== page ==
I often get asked why Red Hat chose to standardize on Kubernetes for OpenShift, instead of going with a competing container orchestration solution. OpenShift is Red Hat’s enterprise Kubernetes distribution, available as both a commercial software solution (OpenShift Container Platform, available to run on OpenStack, VMware, AWS, GCP, Azure and any platform that delivers RHEL 7) and a public cloud service (OpenShift Dedicated and OpenShift Online). There are a number of open source container orchestration solutions available today. The OpenShift product team explored many of them, and we even explored building our own. In this blog, I will explain why we chose Kubernetes and why more than two years later, we couldn’t be happier with our decision!
OpenShift was first launched in 2011 and always relied on Linux containers to deploy and run user applications. In OpenShift v1 & v2 we used our own platform-specific container runtime and container orchestration engine, like many PaaS solutions that relied on containers. In mid-2013, Red Hat made an early decision to support the docker open source project and help drive industry standards for the container runtime and packaging format. We brought full docker support to Red Hat Enterprise Linux 7 (as well as Fedora and CentOS) and this became the foundation for OpenShift 3.
However, we always knew that OpenShift would need more than a container runtime. As I often like to say, real applications don’t run in a single container and real production applications can’t be deployed on a single host. The ability to orchestrate multiple containers across multiple hosts was a critical requirement for OpenShift. In late 2013 and early 2014 we explored a number of options, including nascent orchestration efforts in the docker community, a thorough evaluation of Mesos and we even experimented with building our own OpenShift-specific orchestration solution. We even heard calls from the Twitterati that Red Hat should embrace other projects instead of OpenShift.
Ultimately our investigation led us to Kubernetes and looking back on it now there are three main reasons why – great technology, a great partner and a truly great community.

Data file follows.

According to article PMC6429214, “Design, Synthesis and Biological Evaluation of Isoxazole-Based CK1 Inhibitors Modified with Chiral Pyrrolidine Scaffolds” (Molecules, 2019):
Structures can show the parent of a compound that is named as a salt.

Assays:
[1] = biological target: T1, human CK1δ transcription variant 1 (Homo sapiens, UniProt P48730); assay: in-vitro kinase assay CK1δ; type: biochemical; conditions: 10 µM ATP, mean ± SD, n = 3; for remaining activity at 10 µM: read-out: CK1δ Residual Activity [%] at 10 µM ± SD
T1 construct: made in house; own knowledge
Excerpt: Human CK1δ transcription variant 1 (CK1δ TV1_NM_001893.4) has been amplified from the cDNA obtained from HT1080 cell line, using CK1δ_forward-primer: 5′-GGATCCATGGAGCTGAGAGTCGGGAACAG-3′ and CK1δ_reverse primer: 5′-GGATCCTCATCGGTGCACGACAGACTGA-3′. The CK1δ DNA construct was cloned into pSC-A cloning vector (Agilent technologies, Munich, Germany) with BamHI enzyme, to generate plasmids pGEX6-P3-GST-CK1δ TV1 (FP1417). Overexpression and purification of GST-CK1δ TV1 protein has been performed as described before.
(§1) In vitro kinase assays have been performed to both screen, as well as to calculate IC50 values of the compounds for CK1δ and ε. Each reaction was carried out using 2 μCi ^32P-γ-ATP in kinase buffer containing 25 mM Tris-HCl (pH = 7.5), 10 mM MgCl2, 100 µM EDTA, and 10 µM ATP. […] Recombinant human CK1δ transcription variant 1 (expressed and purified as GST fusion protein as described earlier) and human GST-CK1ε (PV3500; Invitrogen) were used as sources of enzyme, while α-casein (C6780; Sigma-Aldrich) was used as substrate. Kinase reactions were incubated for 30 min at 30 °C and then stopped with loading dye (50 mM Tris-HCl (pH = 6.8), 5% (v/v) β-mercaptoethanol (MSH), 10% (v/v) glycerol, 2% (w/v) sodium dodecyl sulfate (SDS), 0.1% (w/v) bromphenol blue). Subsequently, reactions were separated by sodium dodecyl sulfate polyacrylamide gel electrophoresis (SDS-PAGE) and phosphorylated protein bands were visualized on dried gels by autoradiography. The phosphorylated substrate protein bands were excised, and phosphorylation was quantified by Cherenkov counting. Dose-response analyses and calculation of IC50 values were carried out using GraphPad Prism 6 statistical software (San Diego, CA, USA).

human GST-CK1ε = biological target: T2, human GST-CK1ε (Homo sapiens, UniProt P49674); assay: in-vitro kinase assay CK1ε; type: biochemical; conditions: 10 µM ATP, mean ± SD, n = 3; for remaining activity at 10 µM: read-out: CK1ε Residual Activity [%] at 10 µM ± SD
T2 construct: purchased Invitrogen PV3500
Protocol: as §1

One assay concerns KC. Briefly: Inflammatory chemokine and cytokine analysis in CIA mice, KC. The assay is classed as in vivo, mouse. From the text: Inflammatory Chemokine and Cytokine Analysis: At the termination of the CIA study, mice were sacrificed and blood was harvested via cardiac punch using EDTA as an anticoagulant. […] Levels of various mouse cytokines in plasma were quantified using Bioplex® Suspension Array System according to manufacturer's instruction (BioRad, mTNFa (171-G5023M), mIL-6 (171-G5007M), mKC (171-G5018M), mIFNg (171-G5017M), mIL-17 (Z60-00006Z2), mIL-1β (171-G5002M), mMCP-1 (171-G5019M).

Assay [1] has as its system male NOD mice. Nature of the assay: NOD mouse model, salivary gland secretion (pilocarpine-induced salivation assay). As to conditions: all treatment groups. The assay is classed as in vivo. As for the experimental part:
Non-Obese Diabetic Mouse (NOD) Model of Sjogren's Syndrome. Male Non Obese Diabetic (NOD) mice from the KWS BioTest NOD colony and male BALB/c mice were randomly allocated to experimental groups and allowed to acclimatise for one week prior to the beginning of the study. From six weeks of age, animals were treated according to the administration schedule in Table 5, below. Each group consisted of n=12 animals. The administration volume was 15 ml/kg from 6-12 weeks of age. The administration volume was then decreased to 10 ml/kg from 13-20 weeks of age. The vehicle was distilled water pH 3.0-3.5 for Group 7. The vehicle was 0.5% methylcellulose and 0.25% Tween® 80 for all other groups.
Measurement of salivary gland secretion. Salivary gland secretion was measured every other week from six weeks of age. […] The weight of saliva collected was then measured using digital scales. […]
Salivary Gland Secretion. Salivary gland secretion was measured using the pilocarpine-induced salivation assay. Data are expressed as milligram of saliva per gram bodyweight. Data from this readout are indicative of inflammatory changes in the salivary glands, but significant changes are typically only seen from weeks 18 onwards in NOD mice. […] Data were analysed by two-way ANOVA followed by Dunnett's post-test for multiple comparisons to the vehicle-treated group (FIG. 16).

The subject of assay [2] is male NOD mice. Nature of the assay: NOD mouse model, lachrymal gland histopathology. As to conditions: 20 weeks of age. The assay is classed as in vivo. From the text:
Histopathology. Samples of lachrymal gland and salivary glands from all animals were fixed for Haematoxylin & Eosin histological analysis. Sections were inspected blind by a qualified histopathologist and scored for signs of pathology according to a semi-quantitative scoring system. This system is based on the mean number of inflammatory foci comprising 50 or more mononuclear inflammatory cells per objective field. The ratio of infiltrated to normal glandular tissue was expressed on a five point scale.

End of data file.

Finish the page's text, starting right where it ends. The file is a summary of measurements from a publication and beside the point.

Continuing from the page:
What we first saw and still love about Kubernetes were powerful primitives for container orchestration and management. These included:
- Kubernetes pods that allowed developers to deploy one or multiple containers as a single atomic unit.
- Services to access a group of pods at a fixed address and integrated IP and DNS-based service discovery to link those services together.
- Replication controllers to ensure that the desired number of pods is always running and labels to identify pods and other Kubernetes objects.
- A powerful networking model to manage containers across multiple hosts
- The ability to orchestrate storage, allowing you to run both stateless and stateful services in containers.
- Simplified orchestration models that quickly allowed applications to get running without the need for complex two-tier schedulers.
- An architecture that understood that the needs of developers and operators were different and took both of those requirements into considerations, eliminating the need to compromise both important functions.
We also liked that Kubernetes was written from the ground up in the Go language and was specifically designed for container orchestration. Nothing we saw in the docker community or in our own homegrown efforts even came close. While Mesos already had an established track record in big data, it was focused more on cluster management and relied on plugins like Marathon or Aurora to orchestrate containerized application services. These plugins were less capable than what we saw in Kubernetes, and Mesos itself was a more complex C++ code base, that we felt would be more difficult to extend and maintain. Even today we see solutions like Docker Swarm and Mesos copying many of the container orchestration primitives that Kubernetes pioneered. But the Kubernetes community has not stood still, and innovation in Kubernetes continues marching forward at an amazing pace with each release.